Desperate state declares waterfall in Hakkari a ‘prohibited zone’

Hakkari's Kehê Waterfall - a popular attraction to thousands of native and foreign visitors yearly - has been added by the Turkish state to the list of 'prohibited zones'.

Driven desperate by its war waged on Kurdistan, the Turkish state resorts to measures beyond sanity.

Having declared all highlands and rural areas in Hakkari city and its districts as 'prohibited zones', the Turkish state took away the source of all the local people's daily bread, as they are prevented from carrying on stock farming, as well as from benefitting from the highland's seasonal gifts of nature.

The waterfall of Kehê of the eponymic village 15 km away from the city center, has been added to the long list of 'prohibited zones'. Measuring 15-20 metres high, the Kehê waterfall unfolds its beauty to the fullest in the spring and summertime, and welcomes thousands of visitors yearly.


Hakkari's nature excels with its preserved history and nature, which people learned to adore throughout history due to the spectacular scenery of grand mountains, valleys, rivers and lakes. Known as the city of mountains, Hakkari preserved its uniqueness by a non-disrupted original way of life of its inhabitants, and resembles a paradise as it is in fuse with a mountainous surrounding.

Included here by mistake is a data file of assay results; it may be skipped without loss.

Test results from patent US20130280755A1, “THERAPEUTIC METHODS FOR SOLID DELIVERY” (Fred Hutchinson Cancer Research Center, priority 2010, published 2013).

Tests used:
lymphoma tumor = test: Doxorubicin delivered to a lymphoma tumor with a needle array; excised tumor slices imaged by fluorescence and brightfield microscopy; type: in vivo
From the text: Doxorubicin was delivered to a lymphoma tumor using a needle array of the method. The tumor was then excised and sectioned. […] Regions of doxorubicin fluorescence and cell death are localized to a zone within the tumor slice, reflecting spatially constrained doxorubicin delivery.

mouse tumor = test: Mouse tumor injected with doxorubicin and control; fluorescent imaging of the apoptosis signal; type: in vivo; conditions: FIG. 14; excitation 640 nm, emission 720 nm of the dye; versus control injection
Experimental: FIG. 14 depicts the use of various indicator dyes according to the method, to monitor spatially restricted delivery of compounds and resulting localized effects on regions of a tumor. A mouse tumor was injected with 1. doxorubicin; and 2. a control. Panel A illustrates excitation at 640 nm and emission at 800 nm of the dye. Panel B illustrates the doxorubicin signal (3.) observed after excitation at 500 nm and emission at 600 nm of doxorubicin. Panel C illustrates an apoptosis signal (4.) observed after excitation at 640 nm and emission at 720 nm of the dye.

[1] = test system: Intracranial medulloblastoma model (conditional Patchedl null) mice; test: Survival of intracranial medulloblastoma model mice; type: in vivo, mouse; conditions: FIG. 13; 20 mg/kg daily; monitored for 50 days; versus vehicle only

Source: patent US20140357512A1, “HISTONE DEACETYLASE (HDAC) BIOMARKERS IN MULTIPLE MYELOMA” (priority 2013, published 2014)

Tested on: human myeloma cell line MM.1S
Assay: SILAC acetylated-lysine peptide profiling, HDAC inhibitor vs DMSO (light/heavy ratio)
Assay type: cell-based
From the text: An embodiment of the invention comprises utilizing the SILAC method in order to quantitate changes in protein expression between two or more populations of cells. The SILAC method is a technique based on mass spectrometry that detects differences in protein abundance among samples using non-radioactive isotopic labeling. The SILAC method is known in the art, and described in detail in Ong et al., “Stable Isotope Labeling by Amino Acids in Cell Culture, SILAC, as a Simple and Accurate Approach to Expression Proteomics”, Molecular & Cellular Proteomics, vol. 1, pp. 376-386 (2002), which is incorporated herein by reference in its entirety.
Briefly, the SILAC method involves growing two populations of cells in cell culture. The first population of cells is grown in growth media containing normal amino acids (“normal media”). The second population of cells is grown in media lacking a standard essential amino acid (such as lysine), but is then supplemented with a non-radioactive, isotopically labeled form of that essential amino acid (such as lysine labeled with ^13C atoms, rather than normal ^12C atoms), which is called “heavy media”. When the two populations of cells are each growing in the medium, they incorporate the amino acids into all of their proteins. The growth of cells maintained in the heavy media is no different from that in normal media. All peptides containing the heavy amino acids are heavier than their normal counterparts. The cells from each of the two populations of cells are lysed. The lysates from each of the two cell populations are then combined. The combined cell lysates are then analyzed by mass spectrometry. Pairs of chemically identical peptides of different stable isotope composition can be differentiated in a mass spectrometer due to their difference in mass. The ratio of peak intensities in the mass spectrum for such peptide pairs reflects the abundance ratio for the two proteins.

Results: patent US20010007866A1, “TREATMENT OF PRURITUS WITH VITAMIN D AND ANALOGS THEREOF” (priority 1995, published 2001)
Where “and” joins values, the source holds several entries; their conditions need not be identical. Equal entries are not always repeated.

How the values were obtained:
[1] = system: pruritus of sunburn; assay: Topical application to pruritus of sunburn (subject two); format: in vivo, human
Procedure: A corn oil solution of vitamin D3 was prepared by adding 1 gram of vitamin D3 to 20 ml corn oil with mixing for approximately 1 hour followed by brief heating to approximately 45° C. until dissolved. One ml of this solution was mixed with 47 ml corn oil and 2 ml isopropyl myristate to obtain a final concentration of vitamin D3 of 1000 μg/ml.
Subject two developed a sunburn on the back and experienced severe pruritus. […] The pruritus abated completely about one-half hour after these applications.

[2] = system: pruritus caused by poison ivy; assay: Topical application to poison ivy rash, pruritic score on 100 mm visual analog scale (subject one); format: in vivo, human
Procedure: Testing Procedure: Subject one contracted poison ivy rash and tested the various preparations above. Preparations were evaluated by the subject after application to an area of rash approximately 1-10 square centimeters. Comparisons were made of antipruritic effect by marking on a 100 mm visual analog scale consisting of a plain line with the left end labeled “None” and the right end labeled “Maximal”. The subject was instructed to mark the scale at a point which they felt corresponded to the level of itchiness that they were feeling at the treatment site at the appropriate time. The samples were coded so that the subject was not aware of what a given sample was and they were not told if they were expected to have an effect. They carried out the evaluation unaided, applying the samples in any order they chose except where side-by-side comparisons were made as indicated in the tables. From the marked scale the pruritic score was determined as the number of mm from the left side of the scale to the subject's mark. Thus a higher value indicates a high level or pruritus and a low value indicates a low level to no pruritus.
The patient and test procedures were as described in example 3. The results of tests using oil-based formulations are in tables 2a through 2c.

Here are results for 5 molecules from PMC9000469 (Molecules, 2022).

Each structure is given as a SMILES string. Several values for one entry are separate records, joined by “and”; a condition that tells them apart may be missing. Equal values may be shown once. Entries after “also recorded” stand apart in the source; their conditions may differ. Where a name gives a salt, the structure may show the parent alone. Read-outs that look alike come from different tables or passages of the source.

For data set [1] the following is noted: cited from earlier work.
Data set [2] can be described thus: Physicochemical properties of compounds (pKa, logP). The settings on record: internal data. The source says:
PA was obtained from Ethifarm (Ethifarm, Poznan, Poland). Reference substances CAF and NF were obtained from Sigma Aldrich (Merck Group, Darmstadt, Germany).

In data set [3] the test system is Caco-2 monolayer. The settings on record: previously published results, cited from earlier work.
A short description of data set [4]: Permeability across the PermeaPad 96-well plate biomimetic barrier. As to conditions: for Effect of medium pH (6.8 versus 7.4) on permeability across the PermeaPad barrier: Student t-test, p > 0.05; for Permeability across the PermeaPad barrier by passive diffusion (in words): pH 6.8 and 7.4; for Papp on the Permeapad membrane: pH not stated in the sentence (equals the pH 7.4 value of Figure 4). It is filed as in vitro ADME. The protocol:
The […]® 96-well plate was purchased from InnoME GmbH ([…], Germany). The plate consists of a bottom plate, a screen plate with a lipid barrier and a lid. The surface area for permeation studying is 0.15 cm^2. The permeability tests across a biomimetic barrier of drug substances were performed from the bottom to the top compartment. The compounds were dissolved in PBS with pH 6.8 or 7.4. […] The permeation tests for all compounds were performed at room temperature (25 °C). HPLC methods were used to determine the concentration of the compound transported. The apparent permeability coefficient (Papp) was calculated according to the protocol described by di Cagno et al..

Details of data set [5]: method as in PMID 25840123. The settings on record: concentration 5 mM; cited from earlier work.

The beauty of the city drew many invaders in the course of history. It is out of question that the moment Hakkari's scenery and extraordinary geography gets unveiled thoroughly, that the region will be flooded by tourists.


Even though the geography and nature of Hakkari is being compared with that of Switzerland, deliberately waged policies of oppressions on the part of the Turkish state have pushed the city into the background of attention away from the place it deserves. For that reason, thousands of people travel to places like Swiss for its name as a country of cities in mountains, while Hakkari - known as the Switzerland of the Middle East - receives very little touristic attention.

The state pulled out all the stops to keep its development down, but nevertheless the mountains, valleys, lake and waterfalls still overwhelm with awe. The waterfall of Kehê still preserves its beauty regardless of the state's prohibition.


Normally thousands of people used to visit Kehê Waterfall at spring and summertime, either for picnic or climbing activities. Some dozens of climbers also used to climb up each year the 60 metres slope of the waterfall of Kehê. But the prohibition filled the place with gaping emptiness.

The inhabitants of Hakkari stated they will never change their habit of visiting the site of the waterfall of at least one time in a week, and commented on the prohibition as follows:

"The state had put this place also in the past on their list of 'prohibited zones' but it didn't bring them anything at all. What they reap is only the hatred of the people. We are one with our nature, and we will be drawn to our nature the more when they continue their prohibitions. As our ancestors didn't give up on their land, we will neither. The state has to back off from such false hopes, because they cannot get anything by prohibiting our nature."